The Great Commission doesn’t include a retirement age! Thanks to Warren Johnson for this peek at some missionary adventures that prove missions isn’t just for young adults. You can read more from Warren at Focusing the Lens of Life.
Where have you served on missions and at what age?
Two weeks on the YWAM ship Caribbean when I was 35+/- Two week trip to Bungoma, Kenya @ 55+/-
What made you decide to serve there?
Not sure that I knew I should go; found out that the ship would be dockside for repairs and determined that I would go if they’d take me. Kenya trip was in response to our Pastor’s ministry there. He was going again and I had the opportunity to sign up. My question to myself and the pastor was, “This may be my good idea, but is it God’s will?” Pastor said yes.
What was your greatest challenge while serving?
I went to serve however they liked. Going with that in mind, I wouldn’t call the trip challenging, other than trying to sleep in a ship bunk made for 5’6″ people when I’m 6’4″. The Africa trip went well except for the deterioration of the country infrastructure. What should have taken four or five hours to drive, took twelve. My knees were painful to tears by the time we arrived. A couple of aspirin and twenty minutes of no vibration ended the challenge until the trip home.
How did you see God at work while you were serving?
The crew of the ship was made up of many people groups. I bunked with Bill, a guy from an island in the S. Pacific. Others were from around the world and each working for God’s glory in the day to day tasks of refitting the ship with an eye surgical suite, replenishing food supplies, cleaning, chipping paint, painting, greasing things, cleaning, bible studies, cleaning, etc. My Bungoma mission was to support pastor and his wife during the trip. The Bethesda girls school had 50 young women/girls attending on campus. As little money as there was to run the school, sacrifices were made daily so the girls could learn. The bigger mission for the group entailed encouraging over 100 pastors who came on three days’ notice to hear Pastor speak. Some walked 11 hours to get there. I was asked to speak for a couple of minutes, but I simply referred to the scripture about being poor, blind and naked because that’s the way I felt compared to their demonstration of faith.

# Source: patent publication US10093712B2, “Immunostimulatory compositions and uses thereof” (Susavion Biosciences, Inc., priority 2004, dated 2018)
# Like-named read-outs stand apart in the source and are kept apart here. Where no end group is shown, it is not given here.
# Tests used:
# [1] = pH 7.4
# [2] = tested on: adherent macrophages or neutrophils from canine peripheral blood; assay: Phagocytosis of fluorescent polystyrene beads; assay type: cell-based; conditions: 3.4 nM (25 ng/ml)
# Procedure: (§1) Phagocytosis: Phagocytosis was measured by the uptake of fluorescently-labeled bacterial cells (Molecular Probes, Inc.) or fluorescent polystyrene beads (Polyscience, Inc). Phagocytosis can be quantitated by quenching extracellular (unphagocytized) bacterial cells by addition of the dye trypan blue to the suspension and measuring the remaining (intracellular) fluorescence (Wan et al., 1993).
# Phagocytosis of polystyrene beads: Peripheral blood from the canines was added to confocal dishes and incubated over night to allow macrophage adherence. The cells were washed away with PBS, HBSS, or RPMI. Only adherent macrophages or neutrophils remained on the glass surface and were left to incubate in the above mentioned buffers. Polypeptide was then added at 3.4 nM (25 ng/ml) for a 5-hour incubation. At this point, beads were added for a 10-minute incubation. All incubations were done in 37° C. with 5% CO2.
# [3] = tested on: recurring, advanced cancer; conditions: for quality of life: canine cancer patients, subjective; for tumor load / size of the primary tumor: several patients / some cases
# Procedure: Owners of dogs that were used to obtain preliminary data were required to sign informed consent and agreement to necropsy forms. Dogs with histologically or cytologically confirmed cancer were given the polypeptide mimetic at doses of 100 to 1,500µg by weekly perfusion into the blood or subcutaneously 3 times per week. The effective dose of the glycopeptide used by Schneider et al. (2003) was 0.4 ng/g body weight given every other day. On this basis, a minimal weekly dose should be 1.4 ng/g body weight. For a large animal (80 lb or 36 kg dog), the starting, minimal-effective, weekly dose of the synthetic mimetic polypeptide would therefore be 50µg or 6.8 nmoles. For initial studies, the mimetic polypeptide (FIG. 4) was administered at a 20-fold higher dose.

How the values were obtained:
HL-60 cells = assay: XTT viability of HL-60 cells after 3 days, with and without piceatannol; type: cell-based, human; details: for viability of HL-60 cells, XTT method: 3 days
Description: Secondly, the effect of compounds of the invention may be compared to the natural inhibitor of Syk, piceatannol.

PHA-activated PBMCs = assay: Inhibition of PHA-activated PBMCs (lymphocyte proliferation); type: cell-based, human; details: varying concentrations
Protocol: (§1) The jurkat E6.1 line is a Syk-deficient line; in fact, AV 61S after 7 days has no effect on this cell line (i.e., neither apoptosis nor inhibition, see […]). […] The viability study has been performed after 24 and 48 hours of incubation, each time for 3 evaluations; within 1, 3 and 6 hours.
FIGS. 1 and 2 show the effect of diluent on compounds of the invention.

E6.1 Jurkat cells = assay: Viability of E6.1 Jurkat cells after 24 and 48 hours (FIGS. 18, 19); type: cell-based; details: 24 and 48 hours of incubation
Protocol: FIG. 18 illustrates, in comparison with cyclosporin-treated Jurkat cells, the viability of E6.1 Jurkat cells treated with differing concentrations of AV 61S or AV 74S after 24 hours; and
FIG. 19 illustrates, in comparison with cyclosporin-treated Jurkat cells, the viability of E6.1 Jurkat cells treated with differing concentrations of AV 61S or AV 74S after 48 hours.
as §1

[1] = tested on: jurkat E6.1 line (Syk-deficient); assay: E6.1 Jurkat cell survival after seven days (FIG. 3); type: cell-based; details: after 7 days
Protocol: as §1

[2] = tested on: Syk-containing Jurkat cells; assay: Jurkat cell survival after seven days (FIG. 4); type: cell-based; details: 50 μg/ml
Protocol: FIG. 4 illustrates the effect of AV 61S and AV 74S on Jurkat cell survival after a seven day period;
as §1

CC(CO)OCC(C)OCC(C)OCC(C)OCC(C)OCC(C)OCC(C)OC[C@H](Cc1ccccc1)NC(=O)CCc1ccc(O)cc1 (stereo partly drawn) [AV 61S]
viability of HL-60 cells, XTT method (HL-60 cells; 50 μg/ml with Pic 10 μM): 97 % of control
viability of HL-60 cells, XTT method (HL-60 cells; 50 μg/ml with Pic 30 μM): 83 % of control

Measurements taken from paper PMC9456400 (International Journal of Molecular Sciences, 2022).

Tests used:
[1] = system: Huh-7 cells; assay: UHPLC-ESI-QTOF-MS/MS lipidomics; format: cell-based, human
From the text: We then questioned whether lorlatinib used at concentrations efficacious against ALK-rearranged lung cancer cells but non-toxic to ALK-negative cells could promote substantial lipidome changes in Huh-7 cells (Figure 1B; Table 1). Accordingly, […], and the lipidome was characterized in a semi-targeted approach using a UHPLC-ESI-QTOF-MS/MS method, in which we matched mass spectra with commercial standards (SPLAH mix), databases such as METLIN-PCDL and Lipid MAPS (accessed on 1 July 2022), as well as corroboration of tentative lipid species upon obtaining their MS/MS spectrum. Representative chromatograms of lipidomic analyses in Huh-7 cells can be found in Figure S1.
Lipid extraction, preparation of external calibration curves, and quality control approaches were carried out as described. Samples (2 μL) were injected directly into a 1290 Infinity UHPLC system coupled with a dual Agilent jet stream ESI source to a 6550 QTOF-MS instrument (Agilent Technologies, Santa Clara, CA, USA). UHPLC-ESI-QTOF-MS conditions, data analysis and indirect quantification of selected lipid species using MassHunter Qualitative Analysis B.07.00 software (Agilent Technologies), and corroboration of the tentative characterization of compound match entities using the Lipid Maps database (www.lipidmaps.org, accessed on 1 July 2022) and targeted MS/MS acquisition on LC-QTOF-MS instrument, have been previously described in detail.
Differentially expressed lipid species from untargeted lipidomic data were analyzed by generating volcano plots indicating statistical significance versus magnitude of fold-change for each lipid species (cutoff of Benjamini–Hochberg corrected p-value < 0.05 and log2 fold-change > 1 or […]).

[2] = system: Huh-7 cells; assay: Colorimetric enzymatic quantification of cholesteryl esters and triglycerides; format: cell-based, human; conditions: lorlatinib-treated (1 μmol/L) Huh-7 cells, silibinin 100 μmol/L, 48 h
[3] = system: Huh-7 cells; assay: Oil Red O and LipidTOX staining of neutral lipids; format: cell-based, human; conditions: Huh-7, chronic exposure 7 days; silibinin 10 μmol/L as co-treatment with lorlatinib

What opposition did you face before you went or while you were serving?
At one point, although the Mercy Ship was a privately pursued venue, the young man appointed as the “Missions Director” commented to our pastor that I hadn’t contacted him. He was right, but Pastor allowed me to go. This was a case of positional authority rather than relational work. I think we both learned something. The big opposition occurred on the way back while changing planes in Istanbul. I had previously traveled to Dubai on business and went through Israel on the way home. No passport check occurred on the way to Kenya, but on the way back there was a small incident. Apparently relations between Turkey and Israel changed. I took the last position of passing through customs and the girl behind the kiosk took one look at my “stamps” and said, “Wait here.” She passed me on to another who passed me to another who passed me to another. Finally, the supervisor says, “Do you read or speak Hebrew?” I chuckled (and thought to myself, “don’t say Shalom”) and said, “No.” He waved me through.
What would you most like people to know about the place/people group you served?
YWAM Mercy Ships personnel do a tremendous work with sparse resources. If you’re looking for a place to leave a legacy in the medical missions field, this is a great place to invest. Bethesda Ministries International deserves your consideration, especially if you value education for the local people. The vision is to grow to a 300 seat school and the foundation is being built. Funds are always required.